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She said yes, but the student is now banned from attending prom.
Washington state high school student Ibrahim Ahmad asked classmate Rilea Wolfe to prom. She said yes, but his promposal got him suspended from school for five days.
Ahmad’s promposal involved him wearing a fake bomb and holding a sign reading “I kno it’s A little Late, But I’m kinda…THE BOMB! Rilea, Will U Be My Date To Prom?”
“I’m Middle Eastern, and I thought the bomb was kind of funny and clever. I wasn’t wearing the vest for more than, like, 20 seconds. I asked her, took a picture, took it off, and then the school got upset,” Ahmad told local paper The Columbian.
The “bomb” was made out of a paintball vest that Ahmad had stuffed with red wires and tubing to resemble explosives.
Aside from exploiting offensive stereotypes about Middle Easterners, Ahmad’s promposal was obviously risky, considering he wore a fake bomb to school. So school administrators suspended Ahmad for five days for the stunt and banned him from attending prom.
This is hardly the first time that a “promposal”—a grandiose gesture to ask someone to prom—has gone south so quickly. Recently, a California woman named Stephanie got her boyfriend arrested as part of her plan to pop the prom question. Similarly racist promposals are also far from uncommon, with a photo of a student wearing a Middle Eastern head scarf and holding a sign saying “it would be bomb if we went to prom” going viral earlier this month.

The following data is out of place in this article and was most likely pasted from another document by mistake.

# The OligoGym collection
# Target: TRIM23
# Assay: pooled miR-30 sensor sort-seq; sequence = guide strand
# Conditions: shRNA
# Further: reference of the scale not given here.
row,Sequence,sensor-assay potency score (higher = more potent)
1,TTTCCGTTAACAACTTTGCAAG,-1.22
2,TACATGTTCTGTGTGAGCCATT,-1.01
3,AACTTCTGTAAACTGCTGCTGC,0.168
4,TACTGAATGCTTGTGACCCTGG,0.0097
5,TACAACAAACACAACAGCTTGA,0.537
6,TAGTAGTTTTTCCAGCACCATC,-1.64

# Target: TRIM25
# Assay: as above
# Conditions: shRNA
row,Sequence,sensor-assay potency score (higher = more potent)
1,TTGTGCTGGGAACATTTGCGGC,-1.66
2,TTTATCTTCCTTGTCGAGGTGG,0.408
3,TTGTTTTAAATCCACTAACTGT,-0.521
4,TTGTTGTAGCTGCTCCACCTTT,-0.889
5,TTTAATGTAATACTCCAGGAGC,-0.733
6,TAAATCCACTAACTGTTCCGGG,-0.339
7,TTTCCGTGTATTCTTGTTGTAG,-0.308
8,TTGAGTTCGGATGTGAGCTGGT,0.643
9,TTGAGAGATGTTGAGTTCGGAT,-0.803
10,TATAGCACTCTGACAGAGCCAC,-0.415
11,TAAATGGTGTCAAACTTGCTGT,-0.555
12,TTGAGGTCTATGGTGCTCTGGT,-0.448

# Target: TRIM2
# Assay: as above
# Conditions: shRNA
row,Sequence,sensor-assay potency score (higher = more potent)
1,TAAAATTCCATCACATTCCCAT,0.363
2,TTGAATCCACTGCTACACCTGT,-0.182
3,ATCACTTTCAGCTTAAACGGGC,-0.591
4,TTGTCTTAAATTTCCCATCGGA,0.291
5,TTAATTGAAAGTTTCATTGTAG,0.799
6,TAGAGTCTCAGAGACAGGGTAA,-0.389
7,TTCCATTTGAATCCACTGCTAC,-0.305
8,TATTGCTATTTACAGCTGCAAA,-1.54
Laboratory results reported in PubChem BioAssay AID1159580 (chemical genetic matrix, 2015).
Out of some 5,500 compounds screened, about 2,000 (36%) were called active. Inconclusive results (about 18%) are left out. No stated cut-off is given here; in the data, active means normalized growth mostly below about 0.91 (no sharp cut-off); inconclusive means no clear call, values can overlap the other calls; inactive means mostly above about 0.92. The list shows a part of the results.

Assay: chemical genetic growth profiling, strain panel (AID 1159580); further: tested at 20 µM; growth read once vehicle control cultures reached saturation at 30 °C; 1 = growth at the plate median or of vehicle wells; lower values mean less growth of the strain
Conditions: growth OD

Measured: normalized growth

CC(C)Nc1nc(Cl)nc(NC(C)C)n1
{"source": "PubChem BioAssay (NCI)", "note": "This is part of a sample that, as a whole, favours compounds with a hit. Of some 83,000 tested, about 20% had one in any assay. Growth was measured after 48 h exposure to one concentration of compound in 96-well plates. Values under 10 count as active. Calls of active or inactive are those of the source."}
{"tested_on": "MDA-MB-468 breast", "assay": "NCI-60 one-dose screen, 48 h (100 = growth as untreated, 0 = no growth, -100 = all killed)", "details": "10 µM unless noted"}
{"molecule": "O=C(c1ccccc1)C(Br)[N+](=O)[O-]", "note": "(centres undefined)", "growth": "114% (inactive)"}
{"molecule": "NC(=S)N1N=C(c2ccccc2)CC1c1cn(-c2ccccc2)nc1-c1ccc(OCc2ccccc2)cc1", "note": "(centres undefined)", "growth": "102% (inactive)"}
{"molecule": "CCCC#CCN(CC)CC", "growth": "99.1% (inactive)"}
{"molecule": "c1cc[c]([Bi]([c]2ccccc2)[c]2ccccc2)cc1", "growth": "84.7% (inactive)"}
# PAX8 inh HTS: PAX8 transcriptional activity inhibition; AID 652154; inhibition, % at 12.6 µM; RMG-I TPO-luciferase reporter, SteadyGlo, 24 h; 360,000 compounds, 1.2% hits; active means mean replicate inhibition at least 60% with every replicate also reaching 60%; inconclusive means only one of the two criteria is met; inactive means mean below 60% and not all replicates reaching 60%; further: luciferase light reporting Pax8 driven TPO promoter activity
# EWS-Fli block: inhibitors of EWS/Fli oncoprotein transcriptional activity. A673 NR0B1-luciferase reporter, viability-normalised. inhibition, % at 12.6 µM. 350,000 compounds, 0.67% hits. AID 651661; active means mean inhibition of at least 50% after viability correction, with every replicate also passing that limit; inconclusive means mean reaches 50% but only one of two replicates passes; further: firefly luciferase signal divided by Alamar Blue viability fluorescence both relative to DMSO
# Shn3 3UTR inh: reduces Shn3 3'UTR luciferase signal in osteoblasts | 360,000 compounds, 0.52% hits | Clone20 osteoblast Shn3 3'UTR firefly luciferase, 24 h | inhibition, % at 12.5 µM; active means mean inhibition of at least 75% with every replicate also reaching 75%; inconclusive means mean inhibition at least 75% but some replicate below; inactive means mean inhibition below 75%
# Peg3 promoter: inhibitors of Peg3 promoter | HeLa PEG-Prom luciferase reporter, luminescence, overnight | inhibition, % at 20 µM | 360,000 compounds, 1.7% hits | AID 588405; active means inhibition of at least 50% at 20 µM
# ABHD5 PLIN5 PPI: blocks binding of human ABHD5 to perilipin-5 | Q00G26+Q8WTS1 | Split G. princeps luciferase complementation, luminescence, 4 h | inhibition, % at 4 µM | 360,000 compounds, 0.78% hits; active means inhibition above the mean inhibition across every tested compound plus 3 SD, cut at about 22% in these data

School superintendent Mark Mansell issued the following statement to the Washington Post on Ahmad’s stunt:
Our administrators and staff are committed to creating learning environments where all students are safe and parents feel comfortable sending their children to school. Given all that is going on in the world today, even simulated weapons/devices can undermine our collective efforts to create a safe school and therefore are handled with appropriate disciplinary actions.
Because it’s 2015, the whole thing was also caught on video.
Dylan Love is an editorial consultant and journalist whose reporting interests include emergent technology, digital media, and Russian language and culture. He is a former staff writer for the Daily Dot, and his work has been published by Business Insider, International Business Times, Men's Journal, and the Next Web.